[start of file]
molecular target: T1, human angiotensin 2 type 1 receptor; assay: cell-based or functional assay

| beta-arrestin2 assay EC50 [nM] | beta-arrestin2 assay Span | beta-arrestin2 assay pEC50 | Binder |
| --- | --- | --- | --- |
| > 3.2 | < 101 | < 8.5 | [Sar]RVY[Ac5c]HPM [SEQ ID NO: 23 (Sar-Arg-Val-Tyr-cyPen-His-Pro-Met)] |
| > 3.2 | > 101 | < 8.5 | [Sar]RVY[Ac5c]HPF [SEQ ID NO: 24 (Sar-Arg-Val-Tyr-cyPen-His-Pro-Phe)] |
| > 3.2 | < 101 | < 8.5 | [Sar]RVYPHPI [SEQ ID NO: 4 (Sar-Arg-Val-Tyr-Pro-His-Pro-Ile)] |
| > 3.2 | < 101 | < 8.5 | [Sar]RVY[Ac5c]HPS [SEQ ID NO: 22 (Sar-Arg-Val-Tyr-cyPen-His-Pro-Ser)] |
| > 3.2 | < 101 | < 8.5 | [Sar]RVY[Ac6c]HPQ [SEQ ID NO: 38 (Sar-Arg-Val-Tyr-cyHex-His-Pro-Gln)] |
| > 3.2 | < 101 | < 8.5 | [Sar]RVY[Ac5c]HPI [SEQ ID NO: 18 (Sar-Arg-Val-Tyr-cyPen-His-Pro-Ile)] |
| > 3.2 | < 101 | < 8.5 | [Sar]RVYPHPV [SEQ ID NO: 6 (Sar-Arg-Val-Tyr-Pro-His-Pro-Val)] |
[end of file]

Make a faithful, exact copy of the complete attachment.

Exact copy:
molecular target: T1, human angiotensin 2 type 1 receptor; assay: cell-based or functional assay

| beta-arrestin2 assay EC50 [nM] | beta-arrestin2 assay Span | beta-arrestin2 assay pEC50 | Binder |
| --- | --- | --- | --- |
| > 3.2 | < 101 | < 8.5 | [Sar]RVY[Ac5c]HPM [SEQ ID NO: 23 (Sar-Arg-Val-Tyr-cyPen-His-Pro-Met)] |
| > 3.2 | > 101 | < 8.5 | [Sar]RVY[Ac5c]HPF [SEQ ID NO: 24 (Sar-Arg-Val-Tyr-cyPen-His-Pro-Phe)] |
| > 3.2 | < 101 | < 8.5 | [Sar]RVYPHPI [SEQ ID NO: 4 (Sar-Arg-Val-Tyr-Pro-His-Pro-Ile)] |
| > 3.2 | < 101 | < 8.5 | [Sar]RVY[Ac5c]HPS [SEQ ID NO: 22 (Sar-Arg-Val-Tyr-cyPen-His-Pro-Ser)] |
| > 3.2 | < 101 | < 8.5 | [Sar]RVY[Ac6c]HPQ [SEQ ID NO: 38 (Sar-Arg-Val-Tyr-cyHex-His-Pro-Gln)] |
| > 3.2 | < 101 | < 8.5 | [Sar]RVY[Ac5c]HPI [SEQ ID NO: 18 (Sar-Arg-Val-Tyr-cyPen-His-Pro-Ile)] |
| > 3.2 | < 101 | < 8.5 | [Sar]RVYPHPV [SEQ ID NO: 6 (Sar-Arg-Val-Tyr-Pro-His-Pro-Val)] |